Today, we talk with former Penguins right winger Joe Mullen.
Mullen was something of a rarity on the 1990-91 Penguins. He was a veteran all-star with championship experience. Mullen was acquired in the 1990 offseason in a deal which sent a draft pick to the Flames, the team he was won a Stanley Cup title with in 1989. In addition to his Cup ring, Mullen also brought the experience of having played for new coach Bob Johnson in Calgary.
Mullen would be limited to 47 games and 39 points in the regular season due to injuries but he would a vital component of the team's postseason run appearing in 22 games and finishing fifth in scoring with 17 points.
Inducted into the Hockey Hall of Fame in 2000, Mullen spent parts of six seasons with the Penguins over two different stints before retiring in 1997. He also served as a coach at various levels with the Penguins organization. He is currently an assistant coach with the Flyers.
On being traded to the Penguins in the 1990 offseason:
"Craig Patrick was the one who made the trade and I knew Craig. I knew if I was going with Craig Patrick, it would be good. I could see what he was doing. He traded for (Bryan) Trottier right before. He signed Bob Johnson that summer. That all happened before I got traded. When I heard I was traded, I was pretty happy."
On the team's early-season struggles:
"Well, I think we were all just trying to get used to everything. There were so many different changes. People were coming and going all the time. And we had a lot of young guys. (Mark) Recchi, Paul Stanton, Jimmy Paek, (John) Cullen, (Jaromir) Jagr was just 18. Kevin Stevens was young. We had a good mixture of veterans and young guys. We had a lot of talent and we knew it. And I think they wanted to make our defense a little stronger so they seemed to concentrate on getting some defensemen when we got Ulfie Samuelsson and Grant Jennings."
On seeing established players like Rob Brown and John Cullen leave while others like Ron Francis and Larry Murphy came on board:
"You could see things unfolding. Every time they made a trade, it benefitted our team. You hate to see a guy like Johnny Cullen go because he was a guy who played with a lot of heart every night. He competed and was a valuable player for while he was here. But you look at the flip side and see what we got coming back. We got Ron Francis, you got Ulf Samuelsson and you got Grant Jennings. It was quite a trade for us."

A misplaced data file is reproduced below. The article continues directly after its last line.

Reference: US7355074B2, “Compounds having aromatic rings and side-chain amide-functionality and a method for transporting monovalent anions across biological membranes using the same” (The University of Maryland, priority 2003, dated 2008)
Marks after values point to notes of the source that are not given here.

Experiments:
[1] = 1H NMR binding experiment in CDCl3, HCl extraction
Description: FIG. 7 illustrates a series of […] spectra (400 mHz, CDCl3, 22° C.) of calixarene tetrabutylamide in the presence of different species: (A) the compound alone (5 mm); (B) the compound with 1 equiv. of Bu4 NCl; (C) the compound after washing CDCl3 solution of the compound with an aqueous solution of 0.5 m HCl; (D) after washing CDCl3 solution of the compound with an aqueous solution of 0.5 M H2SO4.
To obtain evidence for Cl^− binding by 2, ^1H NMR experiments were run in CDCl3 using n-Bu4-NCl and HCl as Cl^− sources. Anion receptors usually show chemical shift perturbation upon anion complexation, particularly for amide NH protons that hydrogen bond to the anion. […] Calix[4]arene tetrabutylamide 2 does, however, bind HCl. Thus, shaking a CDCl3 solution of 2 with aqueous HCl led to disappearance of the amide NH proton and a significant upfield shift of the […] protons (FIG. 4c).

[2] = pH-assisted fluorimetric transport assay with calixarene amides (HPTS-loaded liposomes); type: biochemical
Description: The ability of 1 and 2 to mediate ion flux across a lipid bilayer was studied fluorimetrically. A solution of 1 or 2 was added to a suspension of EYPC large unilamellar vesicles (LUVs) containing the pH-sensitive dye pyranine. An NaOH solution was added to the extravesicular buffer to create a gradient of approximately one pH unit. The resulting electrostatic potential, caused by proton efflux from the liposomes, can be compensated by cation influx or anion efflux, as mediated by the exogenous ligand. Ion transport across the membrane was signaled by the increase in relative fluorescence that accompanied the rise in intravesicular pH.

On the major trade deadline deal which sent John Cullen, Jeff Parker, Zarley Zalapski to the Hartford Whalers in exchange for Ron Francis, Grant Jennings and Ulf Samuelsson:
"I think there was a little bit of shock because Johnny was having a good year. He had a good year before. He was really coming on the year before. I think for Kevin Stevens, they were buddy-buddy so it was probably more of a shock for him."
On Mario Lemieux returning to the lineup Jan. 26 in a 6-5 road win against the Nordiques following offseason back surgery:
"Oh it was just... just to have Mario in the lineup, it was a joy for us. Any time we could get him playing, we knew we had a chance to win."
On his "horse collar" neck brace becoming a signature characteristic:
"It’s on the hockey cards and stuff like that and some of the pictures that they sell. Maybe that’s where they get it from. It was necessary for me to wear it or else, I wouldn’t of. It served its purpose and I got to play."
When did the team feel it could make a legit run at the Stanley Cup?
"I think as soon as the playoffs started to roll around. That first series was tough against (New) Jersey with that big save by Frankie Pietrangelo (in Game 6). We get by that in seven games. We move on to Washington, we started to get on a roll I think and started believing."
On Kevin Stevens guaranteeing victory after losing the first two games of the Wales Conference final in Boston:
“Yeah, we said ‘Kevin, shut up! Don’t be giving them any fuel on the fire.’ Turned out to be good."
On the series-clinching 8-0 road win against the Minnesota North Stars in Game 6 of the Stanley Cup final:
"Going into that third period, I think we were up 6-0 at the time. Just watching that clock tick away, it took forever. As soon as the buzzer went, it was nice to see everybody celebrating. Just like all those first feeling from winning the first Cup in Calgary came rushing back. It was just great to win it again."How did this Stanley Cup win compare to his title win in 1989 with the Flames:
"You feel those emotions and feeling come for the first time when you win it for the first time. When it the second time, the same thing comes back to you so it’s just as good."
(Photos: Penguins Hockey Cards)